# Converting a Linear Program with TU Constraint Matrix to a Nonlinear Convex Model: Solver Performance?

I'm currently working on a large Mixed Integer Program (MIP) where the constraint matrix is Totally Unimodular (TU), allowing me to model it as a Linear Program (LP) for efficiency, as total unimodularity ensures an integer solution at optimality. However, I need to incorporate an additional constraint that disrupts the TU property of the matrix. To avoid losing the TU advantage, I'm considering reformulating the objective function to preserve integrality without directly adding the problematic constraint. This reformulation would change the objective function of my model into a nonlinear convex function, which is of the form like this:

\begin{align*} \min \sum_{i\in I} c_i x_i + \sum_{i\in I, j\in J} (x_i - x_j)^2 \end{align*}

I have limited practical experience with nonlinear convex optimization and am uncertain about the performance of modern solvers for such problems. Specifically, can optimization solvers handle nonlinear convex models with similar efficiency to LPs for most practical cases?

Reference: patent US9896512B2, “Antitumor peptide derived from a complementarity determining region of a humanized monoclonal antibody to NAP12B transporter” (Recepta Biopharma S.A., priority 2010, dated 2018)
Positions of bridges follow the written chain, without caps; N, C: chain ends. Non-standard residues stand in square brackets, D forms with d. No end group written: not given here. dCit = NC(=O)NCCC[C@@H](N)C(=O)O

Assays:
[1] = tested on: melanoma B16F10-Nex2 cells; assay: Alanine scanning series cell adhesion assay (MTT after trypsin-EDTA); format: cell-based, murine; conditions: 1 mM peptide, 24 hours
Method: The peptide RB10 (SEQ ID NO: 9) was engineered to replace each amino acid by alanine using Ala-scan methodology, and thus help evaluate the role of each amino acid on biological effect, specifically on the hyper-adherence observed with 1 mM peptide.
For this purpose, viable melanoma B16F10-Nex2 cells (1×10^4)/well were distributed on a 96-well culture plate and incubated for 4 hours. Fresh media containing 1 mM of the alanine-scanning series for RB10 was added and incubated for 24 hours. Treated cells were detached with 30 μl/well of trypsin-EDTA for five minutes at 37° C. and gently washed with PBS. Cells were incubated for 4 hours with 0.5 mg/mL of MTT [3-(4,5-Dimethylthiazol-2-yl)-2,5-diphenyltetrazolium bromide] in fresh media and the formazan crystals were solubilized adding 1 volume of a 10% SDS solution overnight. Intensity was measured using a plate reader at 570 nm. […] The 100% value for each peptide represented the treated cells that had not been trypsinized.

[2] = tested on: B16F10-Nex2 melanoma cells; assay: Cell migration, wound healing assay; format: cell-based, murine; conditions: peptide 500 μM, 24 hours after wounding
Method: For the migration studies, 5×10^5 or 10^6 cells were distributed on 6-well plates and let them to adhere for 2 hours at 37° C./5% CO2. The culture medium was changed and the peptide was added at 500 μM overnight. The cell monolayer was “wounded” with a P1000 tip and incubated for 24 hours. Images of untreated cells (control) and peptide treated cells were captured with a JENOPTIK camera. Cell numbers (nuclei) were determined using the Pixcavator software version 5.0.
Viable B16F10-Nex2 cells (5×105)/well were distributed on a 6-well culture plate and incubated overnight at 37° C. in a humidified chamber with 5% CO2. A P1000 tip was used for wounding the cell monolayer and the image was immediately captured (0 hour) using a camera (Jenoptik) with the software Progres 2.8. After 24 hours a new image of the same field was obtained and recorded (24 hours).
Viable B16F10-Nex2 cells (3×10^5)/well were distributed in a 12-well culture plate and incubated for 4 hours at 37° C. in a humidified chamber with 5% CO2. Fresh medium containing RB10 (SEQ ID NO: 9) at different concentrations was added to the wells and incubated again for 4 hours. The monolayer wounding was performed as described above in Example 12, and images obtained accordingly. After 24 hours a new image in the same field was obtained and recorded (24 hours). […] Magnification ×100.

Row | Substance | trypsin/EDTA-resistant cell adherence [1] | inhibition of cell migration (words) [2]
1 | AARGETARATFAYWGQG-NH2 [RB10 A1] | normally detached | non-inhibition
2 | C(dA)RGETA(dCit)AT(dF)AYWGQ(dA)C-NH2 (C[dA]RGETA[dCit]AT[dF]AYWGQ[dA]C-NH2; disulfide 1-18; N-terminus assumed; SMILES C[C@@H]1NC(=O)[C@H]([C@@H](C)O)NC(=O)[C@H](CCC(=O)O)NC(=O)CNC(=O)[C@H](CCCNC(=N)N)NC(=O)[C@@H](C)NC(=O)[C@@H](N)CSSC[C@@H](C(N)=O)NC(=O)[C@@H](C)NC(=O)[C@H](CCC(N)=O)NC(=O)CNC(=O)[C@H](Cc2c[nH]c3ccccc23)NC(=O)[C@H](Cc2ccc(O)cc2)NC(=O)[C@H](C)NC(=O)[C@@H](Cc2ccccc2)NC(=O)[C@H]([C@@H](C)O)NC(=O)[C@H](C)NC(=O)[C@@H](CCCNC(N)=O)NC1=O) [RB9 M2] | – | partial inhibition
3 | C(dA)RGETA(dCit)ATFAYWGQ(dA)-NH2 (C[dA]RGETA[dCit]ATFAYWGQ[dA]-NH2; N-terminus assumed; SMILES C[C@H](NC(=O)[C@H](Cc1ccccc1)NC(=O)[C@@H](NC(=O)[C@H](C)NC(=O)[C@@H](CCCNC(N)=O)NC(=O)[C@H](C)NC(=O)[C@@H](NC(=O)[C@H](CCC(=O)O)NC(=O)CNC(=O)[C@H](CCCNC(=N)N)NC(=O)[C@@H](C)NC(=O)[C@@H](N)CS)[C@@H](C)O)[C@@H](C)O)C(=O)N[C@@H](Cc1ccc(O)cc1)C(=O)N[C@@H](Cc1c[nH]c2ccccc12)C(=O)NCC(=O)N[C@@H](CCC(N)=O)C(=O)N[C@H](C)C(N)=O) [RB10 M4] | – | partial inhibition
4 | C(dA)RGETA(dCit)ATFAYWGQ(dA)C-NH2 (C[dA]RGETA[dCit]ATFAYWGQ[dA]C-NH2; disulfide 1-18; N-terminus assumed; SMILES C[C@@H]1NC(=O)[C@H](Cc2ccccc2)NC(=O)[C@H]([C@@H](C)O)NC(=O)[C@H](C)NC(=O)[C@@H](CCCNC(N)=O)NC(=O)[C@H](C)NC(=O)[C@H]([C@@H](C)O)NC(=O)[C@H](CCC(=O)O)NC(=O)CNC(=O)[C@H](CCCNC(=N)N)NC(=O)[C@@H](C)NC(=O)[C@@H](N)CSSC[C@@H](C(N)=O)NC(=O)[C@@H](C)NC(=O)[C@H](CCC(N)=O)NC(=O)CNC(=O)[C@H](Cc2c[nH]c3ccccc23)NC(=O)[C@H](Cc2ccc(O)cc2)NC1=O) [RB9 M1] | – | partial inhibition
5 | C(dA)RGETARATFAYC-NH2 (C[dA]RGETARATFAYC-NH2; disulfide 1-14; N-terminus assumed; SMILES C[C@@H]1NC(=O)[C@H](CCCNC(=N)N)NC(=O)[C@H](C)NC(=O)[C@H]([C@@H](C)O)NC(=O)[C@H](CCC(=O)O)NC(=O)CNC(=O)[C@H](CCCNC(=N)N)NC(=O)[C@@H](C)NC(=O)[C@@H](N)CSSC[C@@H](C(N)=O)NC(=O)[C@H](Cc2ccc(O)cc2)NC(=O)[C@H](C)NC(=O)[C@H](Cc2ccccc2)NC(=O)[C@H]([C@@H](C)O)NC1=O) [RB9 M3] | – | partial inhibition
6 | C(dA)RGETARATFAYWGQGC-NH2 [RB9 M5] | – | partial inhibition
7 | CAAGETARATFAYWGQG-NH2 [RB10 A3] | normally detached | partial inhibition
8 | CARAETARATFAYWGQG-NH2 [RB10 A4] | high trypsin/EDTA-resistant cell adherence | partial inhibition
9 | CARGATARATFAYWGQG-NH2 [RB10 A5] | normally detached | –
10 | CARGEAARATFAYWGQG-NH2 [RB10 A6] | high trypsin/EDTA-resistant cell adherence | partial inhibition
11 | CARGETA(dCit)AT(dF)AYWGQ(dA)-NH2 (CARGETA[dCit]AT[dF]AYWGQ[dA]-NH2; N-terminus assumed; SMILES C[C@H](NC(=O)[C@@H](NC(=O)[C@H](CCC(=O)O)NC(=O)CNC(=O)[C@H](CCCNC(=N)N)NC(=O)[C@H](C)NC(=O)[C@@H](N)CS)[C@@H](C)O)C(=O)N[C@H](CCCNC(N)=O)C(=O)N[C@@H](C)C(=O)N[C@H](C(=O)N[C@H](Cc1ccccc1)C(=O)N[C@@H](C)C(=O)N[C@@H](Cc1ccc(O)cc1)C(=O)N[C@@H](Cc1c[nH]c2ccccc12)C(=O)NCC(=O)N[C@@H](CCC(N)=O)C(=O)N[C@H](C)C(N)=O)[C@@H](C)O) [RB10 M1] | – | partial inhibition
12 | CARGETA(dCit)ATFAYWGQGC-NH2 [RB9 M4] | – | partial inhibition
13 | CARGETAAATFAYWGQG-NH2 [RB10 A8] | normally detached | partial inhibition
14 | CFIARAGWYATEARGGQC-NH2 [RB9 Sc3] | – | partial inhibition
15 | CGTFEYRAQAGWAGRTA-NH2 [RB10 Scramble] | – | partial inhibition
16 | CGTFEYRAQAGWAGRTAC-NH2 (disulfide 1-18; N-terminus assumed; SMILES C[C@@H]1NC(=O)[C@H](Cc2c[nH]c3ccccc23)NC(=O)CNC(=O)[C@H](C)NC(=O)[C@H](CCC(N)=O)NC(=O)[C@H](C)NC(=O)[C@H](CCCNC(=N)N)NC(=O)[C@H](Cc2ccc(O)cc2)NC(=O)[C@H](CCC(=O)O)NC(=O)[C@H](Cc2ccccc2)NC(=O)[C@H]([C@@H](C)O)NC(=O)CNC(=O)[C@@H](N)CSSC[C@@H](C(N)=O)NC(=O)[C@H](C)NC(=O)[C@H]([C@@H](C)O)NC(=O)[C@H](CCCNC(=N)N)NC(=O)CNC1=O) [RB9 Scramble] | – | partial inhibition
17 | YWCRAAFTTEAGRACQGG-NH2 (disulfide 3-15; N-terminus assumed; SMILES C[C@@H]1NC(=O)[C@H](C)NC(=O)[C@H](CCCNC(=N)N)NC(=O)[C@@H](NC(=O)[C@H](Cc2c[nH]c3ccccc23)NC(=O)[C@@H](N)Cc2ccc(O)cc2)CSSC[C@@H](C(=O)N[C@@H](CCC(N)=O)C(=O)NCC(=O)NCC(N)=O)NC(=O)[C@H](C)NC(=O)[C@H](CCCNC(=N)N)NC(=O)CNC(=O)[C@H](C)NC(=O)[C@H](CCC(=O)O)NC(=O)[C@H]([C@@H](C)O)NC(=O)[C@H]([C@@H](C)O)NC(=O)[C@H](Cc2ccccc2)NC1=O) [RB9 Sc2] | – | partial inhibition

• You can formulate that as a second order cone problem, which solves efficiently. See docs.mosek.com/modeling-cookbook/index.html Feb 20 at 11:38
• Thanks. I just realized though that the TU property isn't too helpful to nonlinear convex optimization problems since it doesn't guarantee that the optimal solution will be at an extreme point Feb 20 at 14:55
• @graphtheory123, as far as I know, many of the standard MIP/MINLP solvers, convert non-linear terms internally, in your case quadratic ones, into whose linear or approximated equivalent by adding extra variables and constraints. This may disrupt TU conditions. Feb 21 at 5:58
• Yes, solving a nonlinear problem will in general lead to a basic solution. Feb 21 at 11:26
• @ErlingMOSEK could you please clarify what you mean. Isn't it possible that a nonlinear convex problem does not have an optimal solution which is basic? Feb 21 at 14:28